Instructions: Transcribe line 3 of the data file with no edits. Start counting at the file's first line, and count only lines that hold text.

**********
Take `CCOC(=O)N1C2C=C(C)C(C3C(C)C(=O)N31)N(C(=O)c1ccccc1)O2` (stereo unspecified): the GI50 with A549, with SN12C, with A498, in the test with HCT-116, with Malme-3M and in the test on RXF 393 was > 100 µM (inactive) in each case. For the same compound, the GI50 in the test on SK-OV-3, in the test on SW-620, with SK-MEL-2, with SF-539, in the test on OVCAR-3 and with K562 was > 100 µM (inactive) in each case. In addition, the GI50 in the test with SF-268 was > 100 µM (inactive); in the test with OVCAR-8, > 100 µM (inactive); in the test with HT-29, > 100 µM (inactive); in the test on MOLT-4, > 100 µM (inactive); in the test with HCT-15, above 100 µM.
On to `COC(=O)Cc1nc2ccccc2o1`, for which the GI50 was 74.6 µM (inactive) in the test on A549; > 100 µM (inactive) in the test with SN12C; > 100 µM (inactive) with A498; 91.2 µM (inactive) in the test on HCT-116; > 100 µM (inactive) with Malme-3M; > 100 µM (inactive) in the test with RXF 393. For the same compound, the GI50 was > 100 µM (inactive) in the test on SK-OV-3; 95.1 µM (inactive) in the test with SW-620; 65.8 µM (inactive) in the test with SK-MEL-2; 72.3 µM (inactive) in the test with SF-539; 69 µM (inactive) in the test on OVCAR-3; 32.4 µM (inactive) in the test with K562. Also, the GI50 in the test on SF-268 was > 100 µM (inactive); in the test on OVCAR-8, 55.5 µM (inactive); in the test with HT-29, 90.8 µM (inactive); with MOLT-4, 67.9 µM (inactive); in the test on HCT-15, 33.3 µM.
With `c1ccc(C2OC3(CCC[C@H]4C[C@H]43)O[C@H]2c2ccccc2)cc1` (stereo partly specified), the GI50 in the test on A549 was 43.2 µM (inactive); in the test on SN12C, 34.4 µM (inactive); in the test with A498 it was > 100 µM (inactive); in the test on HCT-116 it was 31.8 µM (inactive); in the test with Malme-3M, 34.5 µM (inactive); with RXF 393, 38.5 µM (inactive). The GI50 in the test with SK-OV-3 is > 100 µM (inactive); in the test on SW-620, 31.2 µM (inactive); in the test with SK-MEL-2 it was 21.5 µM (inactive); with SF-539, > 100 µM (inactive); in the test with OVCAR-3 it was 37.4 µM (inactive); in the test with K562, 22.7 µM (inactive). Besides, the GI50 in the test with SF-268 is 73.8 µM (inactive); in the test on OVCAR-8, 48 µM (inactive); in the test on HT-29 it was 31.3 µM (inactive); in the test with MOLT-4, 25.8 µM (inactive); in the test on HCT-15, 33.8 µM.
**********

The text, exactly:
With `c1ccc(C2OC3(CCC[C@H]4C[C@H]43)O[C@H]2c2ccccc2)cc1` (stereo partly specified), the GI50 in the test on A549 was 43.2 µM (inactive); in the test on SN12C, 34.4 µM (inactive); in the test with A498 it was > 100 µM (inactive); in the test on HCT-116 it was 31.8 µM (inactive); in the test with Malme-3M, 34.5 µM (inactive); with RXF 393, 38.5 µM (inactive). The GI50 in the test with SK-OV-3 is > 100 µM (inactive); in the test on SW-620, 31.2 µM (inactive); in the test with SK-MEL-2 it was 21.5 µM (inactive); with SF-539, > 100 µM (inactive); in the test with OVCAR-3 it was 37.4 µM (inactive); in the test with K562, 22.7 µM (inactive). Besides, the GI50 in the test with SF-268 is 73.8 µM (inactive); in the test on OVCAR-8, 48 µM (inactive); in the test on HT-29 it was 31.3 µM (inactive); in the test with MOLT-4, 25.8 µM (inactive); in the test on HCT-15, 33.8 µM.